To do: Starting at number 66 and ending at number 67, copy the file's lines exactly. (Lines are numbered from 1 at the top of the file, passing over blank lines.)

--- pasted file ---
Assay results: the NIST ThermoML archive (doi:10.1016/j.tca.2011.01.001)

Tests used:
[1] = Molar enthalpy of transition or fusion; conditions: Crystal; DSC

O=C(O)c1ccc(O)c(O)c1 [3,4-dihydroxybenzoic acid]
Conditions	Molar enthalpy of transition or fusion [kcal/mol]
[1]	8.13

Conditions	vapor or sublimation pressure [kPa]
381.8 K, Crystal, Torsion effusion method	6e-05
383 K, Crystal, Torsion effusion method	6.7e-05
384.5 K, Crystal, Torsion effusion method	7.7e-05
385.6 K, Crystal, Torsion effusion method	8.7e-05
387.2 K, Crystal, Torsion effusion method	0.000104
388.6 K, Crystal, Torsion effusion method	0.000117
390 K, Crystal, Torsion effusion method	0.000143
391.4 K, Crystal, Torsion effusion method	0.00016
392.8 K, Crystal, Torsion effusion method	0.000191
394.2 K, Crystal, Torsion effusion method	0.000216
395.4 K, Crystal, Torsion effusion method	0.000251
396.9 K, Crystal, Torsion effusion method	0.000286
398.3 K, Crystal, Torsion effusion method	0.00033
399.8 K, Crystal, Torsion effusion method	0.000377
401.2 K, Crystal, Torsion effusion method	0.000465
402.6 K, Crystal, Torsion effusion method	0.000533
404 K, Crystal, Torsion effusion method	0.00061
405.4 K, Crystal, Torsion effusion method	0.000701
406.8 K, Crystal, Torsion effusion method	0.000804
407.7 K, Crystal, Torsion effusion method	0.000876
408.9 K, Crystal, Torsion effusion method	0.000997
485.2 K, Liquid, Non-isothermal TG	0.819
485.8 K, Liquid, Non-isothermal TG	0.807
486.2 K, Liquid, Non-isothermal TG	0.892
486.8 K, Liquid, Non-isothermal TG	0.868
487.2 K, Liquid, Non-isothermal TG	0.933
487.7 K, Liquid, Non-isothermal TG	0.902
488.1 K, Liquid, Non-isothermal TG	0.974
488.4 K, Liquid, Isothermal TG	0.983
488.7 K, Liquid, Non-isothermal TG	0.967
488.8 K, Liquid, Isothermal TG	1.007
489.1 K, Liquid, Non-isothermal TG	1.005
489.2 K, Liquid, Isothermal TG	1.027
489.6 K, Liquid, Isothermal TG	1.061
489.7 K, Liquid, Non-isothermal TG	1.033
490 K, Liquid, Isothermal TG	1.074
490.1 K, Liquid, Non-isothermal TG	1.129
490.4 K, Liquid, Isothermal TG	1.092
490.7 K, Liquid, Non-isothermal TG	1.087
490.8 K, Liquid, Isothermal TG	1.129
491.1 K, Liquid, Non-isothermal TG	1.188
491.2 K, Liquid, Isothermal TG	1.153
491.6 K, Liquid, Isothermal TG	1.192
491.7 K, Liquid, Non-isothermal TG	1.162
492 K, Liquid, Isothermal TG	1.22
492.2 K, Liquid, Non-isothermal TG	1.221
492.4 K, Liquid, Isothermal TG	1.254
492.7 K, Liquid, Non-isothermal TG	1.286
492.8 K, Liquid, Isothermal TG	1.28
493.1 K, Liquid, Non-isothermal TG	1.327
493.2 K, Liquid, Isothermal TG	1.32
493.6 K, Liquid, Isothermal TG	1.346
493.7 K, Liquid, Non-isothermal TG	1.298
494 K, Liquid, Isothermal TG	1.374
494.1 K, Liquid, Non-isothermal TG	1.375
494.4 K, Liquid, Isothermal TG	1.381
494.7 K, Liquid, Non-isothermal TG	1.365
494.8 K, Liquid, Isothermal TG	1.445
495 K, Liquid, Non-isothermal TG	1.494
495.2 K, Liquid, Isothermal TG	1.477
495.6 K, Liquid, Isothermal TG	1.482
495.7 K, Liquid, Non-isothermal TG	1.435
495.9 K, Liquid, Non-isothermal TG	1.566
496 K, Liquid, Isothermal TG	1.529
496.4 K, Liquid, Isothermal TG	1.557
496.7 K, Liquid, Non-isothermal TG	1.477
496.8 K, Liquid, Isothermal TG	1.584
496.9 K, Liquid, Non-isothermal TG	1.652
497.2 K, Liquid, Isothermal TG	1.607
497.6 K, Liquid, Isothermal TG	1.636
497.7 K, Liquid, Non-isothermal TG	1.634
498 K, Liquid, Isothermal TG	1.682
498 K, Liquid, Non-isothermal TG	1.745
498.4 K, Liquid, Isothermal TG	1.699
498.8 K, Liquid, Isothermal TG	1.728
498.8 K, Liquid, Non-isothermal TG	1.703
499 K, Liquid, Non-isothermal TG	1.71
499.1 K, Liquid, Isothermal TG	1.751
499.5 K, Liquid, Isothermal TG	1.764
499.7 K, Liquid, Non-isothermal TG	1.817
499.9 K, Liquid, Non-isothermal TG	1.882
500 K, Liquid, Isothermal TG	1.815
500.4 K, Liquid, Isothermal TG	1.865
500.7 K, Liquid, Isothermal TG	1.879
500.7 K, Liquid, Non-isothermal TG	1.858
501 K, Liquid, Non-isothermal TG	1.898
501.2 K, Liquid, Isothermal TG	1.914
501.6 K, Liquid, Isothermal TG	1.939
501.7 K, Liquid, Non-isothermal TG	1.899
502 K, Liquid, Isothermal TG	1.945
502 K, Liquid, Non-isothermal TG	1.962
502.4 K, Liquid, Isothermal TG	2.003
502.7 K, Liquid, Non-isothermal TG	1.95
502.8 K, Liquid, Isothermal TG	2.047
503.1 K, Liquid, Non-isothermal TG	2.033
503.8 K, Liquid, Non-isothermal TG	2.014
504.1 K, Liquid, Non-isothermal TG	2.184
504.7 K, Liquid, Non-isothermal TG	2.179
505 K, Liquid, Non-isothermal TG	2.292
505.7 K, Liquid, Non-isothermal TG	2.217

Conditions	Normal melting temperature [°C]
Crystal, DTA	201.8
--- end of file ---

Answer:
495 K, Liquid, Non-isothermal TG	1.494
495.2 K, Liquid, Isothermal TG	1.477